Fewer than a third of 432 scrutiny officers and councillors who responded to a survey by the Centre for Public Scrutiny (CfPS) agree that there is “parity of esteem between the executive and scrutiny”.
The CfPS warned that while local government scrutiny had never been more important in restoring the public’s trust in democracy, it was “still the poor ‘Cinderella’ compared to the executive function in local authorities”.
Initial results from the survey also revealed that scrutiny officers believed that the majority of scrutiny recommendations in 2018/2019 were accepted by local authorities (82%).
Nearly two thirds (62%) of respondents overall agreed that scrutiny has an impact on the lives of local people.
Speaking at the charity’s annual conference Driving Smarter Scrutiny, Jacqui McKinlay, Chair of the Centre for Public Scrutiny said: “It is no secret that essential trust between the public and our national democratic institutions has splintered in the past few years. The role of scrutiny in publicly holding our local decision-makers to account is critical in building trust amongst residents.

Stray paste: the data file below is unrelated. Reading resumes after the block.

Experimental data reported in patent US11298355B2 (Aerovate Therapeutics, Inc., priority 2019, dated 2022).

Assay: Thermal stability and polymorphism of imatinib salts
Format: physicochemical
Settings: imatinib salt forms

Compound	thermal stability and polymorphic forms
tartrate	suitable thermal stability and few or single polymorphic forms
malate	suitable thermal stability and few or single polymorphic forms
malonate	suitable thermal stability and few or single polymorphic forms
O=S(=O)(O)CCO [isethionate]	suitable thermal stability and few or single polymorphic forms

“As the recent Government scrutiny regulations make clear, if scrutiny is to be play an essential role, there must be a council-wide cultural commitment to scrutiny starting from the top. Without executive buy-in and appropriate support to make it work, there is much less chance of scrutiny making an impact and adding value. Scrutiny is increasingly challenging, uncomfortable and potentially politically difficult – but it is an essential component of residents having trust that local democracy is working.
“Scrutiny officers and councillors need the backing of their whole council to be the critical friend that residents need.”